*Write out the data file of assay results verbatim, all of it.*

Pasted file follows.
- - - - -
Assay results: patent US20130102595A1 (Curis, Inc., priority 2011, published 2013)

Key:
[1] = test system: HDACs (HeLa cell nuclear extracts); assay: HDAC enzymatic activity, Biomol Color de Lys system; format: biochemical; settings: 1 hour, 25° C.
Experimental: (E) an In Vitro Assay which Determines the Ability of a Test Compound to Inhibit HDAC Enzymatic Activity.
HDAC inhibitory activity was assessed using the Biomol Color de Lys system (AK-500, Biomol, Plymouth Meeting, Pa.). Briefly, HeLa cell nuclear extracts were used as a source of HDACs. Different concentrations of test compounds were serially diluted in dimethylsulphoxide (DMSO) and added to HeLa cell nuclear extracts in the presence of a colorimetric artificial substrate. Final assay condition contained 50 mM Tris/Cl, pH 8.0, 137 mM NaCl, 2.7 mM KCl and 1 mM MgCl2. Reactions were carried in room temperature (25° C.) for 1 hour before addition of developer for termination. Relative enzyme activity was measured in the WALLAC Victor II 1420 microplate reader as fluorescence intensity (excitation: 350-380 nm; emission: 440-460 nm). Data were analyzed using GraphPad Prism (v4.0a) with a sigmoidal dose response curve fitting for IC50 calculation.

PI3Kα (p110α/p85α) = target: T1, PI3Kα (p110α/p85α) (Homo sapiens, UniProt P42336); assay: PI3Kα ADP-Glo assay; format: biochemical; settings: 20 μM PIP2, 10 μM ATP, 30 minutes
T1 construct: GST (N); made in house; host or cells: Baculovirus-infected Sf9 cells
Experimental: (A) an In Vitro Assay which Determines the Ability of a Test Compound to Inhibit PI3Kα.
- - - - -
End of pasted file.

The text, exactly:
Assay results: patent US20130102595A1 (Curis, Inc., priority 2011, published 2013)

Key:
[1] = test system: HDACs (HeLa cell nuclear extracts); assay: HDAC enzymatic activity, Biomol Color de Lys system; format: biochemical; settings: 1 hour, 25° C.
Experimental: (E) an In Vitro Assay which Determines the Ability of a Test Compound to Inhibit HDAC Enzymatic Activity.
HDAC inhibitory activity was assessed using the Biomol Color de Lys system (AK-500, Biomol, Plymouth Meeting, Pa.). Briefly, HeLa cell nuclear extracts were used as a source of HDACs. Different concentrations of test compounds were serially diluted in dimethylsulphoxide (DMSO) and added to HeLa cell nuclear extracts in the presence of a colorimetric artificial substrate. Final assay condition contained 50 mM Tris/Cl, pH 8.0, 137 mM NaCl, 2.7 mM KCl and 1 mM MgCl2. Reactions were carried in room temperature (25° C.) for 1 hour before addition of developer for termination. Relative enzyme activity was measured in the WALLAC Victor II 1420 microplate reader as fluorescence intensity (excitation: 350-380 nm; emission: 440-460 nm). Data were analyzed using GraphPad Prism (v4.0a) with a sigmoidal dose response curve fitting for IC50 calculation.

PI3Kα (p110α/p85α) = target: T1, PI3Kα (p110α/p85α) (Homo sapiens, UniProt P42336); assay: PI3Kα ADP-Glo assay; format: biochemical; settings: 20 μM PIP2, 10 μM ATP, 30 minutes
T1 construct: GST (N); made in house; host or cells: Baculovirus-infected Sf9 cells
Experimental: (A) an In Vitro Assay which Determines the Ability of a Test Compound to Inhibit PI3Kα.